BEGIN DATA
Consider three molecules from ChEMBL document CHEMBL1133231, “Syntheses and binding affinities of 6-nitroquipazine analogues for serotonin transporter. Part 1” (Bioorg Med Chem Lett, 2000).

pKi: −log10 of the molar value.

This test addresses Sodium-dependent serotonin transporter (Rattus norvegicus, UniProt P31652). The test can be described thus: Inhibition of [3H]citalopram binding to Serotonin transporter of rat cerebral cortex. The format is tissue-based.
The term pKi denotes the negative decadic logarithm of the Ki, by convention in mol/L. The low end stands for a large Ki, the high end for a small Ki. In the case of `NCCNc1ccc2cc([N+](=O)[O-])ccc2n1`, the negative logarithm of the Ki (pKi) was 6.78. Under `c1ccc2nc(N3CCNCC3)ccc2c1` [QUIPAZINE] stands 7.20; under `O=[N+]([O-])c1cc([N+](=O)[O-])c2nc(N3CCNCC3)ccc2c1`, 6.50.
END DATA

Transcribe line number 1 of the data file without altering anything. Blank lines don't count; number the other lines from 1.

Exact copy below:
Consider three molecules from ChEMBL document CHEMBL1133231, “Syntheses and binding affinities of 6-nitroquipazine analogues for serotonin transporter. Part 1” (Bioorg Med Chem Lett, 2000).